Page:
Yes, I spent Valentine’s Day at my computer editing. No, I don’t feel guilty about this. My husband likes to see me on an editor’s high. I used all my obsessive energy to nail the italics for a tricky bit of interior monologue. My reward? The author wrote to thank me for saving his lines and not being a “Texas Chainsaw Massacre” editor.
While some editors try to “Do No Harm,” other editors believe in “Kill Your Darlings.” In between these two is the magical realm of helping without hurting. I believe the magic comes from listening carefully to the author’s voice, and bringing that voice forward.
A good editor is like a good doctor. Good doctors listen and ask questions. Bad doctors make assumptions. I find the joy of editing comes when I can listen, support, and strengthen the story rather than change it to impose my will upon it. Sure, I’ve read plenty of books that needed a stronger editorial hand, and would likely have been diagnosed for amputation by a more vigorous editor. But “kill your darlings” is the wrong attitude. Both the editor that is too soft and the editor that is too aggressive are not listening to what the book is trying to say. If you respect the best intentions of a story, you will be true to the internal skeleton and make each piece function properly. Each line carries a message that needs careful placement to achieve balance.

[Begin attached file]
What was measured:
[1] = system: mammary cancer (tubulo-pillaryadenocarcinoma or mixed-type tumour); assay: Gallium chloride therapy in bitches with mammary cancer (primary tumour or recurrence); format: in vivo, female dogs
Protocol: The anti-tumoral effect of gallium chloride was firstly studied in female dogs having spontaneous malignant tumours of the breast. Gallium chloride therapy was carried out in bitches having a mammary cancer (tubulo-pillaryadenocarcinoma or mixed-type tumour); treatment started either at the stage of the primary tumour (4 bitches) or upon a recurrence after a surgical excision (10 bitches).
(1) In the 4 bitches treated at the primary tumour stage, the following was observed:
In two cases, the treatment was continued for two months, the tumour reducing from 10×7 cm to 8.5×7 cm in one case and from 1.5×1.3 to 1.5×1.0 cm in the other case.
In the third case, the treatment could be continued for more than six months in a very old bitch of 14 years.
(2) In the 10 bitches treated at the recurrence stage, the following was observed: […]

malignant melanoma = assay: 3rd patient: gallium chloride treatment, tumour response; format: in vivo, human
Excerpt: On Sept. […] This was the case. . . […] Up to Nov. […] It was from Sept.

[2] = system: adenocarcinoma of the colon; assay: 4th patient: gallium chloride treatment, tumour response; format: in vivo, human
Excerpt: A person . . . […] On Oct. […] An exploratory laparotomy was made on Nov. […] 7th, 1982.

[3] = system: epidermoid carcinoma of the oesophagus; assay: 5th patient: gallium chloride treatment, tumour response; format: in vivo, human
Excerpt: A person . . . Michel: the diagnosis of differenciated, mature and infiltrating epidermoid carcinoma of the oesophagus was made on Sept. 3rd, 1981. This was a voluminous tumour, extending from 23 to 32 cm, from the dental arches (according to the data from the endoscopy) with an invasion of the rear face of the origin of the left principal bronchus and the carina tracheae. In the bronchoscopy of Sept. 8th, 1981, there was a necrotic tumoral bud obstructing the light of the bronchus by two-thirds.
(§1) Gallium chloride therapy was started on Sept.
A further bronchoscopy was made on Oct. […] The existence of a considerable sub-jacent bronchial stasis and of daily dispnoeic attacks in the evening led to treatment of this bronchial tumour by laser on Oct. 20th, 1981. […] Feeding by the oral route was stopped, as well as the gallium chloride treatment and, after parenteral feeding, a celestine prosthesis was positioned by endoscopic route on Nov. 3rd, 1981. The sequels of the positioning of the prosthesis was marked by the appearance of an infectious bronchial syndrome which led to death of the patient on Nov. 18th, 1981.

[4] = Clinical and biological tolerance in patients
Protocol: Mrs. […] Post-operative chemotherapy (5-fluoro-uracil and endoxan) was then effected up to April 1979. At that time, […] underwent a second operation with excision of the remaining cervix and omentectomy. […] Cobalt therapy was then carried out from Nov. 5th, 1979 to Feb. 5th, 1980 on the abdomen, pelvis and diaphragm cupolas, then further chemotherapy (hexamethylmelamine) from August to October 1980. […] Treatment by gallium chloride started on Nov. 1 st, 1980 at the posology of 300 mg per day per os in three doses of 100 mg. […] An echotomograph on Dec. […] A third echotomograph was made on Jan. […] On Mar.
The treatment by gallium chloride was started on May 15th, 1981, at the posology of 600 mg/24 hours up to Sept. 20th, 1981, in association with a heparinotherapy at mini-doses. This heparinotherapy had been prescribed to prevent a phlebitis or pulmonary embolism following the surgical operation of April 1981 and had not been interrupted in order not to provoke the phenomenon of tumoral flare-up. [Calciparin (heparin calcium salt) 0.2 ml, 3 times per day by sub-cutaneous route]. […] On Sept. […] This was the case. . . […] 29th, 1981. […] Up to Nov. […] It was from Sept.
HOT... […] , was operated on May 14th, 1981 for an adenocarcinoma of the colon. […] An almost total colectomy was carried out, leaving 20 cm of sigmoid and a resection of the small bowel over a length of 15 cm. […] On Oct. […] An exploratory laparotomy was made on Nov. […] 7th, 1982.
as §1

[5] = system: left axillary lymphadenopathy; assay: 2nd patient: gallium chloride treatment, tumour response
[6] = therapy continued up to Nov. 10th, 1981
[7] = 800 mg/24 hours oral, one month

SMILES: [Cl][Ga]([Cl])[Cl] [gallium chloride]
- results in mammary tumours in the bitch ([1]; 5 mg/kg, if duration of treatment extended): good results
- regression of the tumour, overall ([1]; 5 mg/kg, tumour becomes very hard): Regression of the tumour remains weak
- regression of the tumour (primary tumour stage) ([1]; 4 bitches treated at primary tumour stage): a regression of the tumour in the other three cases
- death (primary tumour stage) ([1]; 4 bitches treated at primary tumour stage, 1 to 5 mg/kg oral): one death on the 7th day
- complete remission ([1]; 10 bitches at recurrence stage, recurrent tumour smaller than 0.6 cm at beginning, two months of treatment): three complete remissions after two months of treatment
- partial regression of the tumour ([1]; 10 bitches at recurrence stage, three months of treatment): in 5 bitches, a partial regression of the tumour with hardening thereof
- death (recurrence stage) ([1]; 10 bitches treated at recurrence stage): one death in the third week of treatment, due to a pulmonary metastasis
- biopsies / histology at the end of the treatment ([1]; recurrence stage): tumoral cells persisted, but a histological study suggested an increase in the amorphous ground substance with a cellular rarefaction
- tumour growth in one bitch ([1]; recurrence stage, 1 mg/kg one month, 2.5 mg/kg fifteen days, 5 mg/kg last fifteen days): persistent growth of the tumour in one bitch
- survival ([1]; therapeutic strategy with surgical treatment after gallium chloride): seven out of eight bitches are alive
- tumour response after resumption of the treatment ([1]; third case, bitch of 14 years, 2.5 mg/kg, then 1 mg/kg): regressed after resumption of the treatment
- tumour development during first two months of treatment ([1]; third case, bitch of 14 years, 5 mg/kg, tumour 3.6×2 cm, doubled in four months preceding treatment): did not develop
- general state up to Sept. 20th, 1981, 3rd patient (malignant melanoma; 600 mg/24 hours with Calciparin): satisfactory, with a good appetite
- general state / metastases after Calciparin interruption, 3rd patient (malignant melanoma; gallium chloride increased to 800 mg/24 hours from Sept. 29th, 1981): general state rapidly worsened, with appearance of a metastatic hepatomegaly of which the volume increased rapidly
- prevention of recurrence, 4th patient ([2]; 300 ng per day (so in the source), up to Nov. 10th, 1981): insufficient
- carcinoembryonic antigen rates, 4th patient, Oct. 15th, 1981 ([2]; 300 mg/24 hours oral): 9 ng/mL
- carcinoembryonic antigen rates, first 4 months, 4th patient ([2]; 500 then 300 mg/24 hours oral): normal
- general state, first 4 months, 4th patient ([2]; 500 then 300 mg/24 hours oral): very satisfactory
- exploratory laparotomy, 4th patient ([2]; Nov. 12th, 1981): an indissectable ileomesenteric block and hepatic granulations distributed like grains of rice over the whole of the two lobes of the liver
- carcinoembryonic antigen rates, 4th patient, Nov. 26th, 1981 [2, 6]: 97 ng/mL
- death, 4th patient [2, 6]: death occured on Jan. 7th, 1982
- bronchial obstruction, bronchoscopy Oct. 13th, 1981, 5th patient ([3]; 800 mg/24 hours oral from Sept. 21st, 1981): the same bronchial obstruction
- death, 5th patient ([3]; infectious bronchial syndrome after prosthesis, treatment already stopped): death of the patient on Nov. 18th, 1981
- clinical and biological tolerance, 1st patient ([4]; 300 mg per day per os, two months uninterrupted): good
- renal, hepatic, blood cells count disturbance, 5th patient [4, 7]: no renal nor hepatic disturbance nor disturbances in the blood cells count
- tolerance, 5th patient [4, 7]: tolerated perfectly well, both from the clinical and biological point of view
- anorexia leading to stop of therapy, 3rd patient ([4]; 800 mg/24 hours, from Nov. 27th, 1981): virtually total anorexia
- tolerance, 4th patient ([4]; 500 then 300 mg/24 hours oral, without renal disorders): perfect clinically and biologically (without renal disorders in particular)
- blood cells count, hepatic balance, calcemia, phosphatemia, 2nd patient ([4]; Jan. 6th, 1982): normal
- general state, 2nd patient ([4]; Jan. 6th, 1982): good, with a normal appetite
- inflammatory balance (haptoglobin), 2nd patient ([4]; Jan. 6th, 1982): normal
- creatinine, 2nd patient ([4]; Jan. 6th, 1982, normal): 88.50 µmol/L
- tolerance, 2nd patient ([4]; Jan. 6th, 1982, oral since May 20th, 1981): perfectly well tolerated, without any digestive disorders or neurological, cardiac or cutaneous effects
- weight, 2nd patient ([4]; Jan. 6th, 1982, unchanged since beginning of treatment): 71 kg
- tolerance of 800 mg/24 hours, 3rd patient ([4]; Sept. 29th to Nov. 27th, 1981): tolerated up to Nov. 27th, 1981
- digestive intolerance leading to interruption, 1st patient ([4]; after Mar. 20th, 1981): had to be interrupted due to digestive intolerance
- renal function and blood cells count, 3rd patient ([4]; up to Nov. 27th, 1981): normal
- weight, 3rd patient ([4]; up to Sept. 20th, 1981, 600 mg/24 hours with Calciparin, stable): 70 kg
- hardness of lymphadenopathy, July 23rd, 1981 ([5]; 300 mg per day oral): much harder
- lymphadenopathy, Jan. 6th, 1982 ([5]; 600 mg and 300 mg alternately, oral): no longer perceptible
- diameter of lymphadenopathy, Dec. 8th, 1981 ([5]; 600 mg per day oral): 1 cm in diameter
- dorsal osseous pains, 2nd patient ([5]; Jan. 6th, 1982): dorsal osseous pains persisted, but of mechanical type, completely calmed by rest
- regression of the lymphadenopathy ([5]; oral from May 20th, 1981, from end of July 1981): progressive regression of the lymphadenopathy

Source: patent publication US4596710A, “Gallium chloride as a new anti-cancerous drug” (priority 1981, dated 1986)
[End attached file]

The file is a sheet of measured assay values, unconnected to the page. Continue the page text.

I’m off now to do more editing. We’re busy polishing an exciting Issue Two with our graphic designer, and it’s going to be really really good. (And no, I’m not going to delete one of those adverbs. ‘Cause it’s really really good.)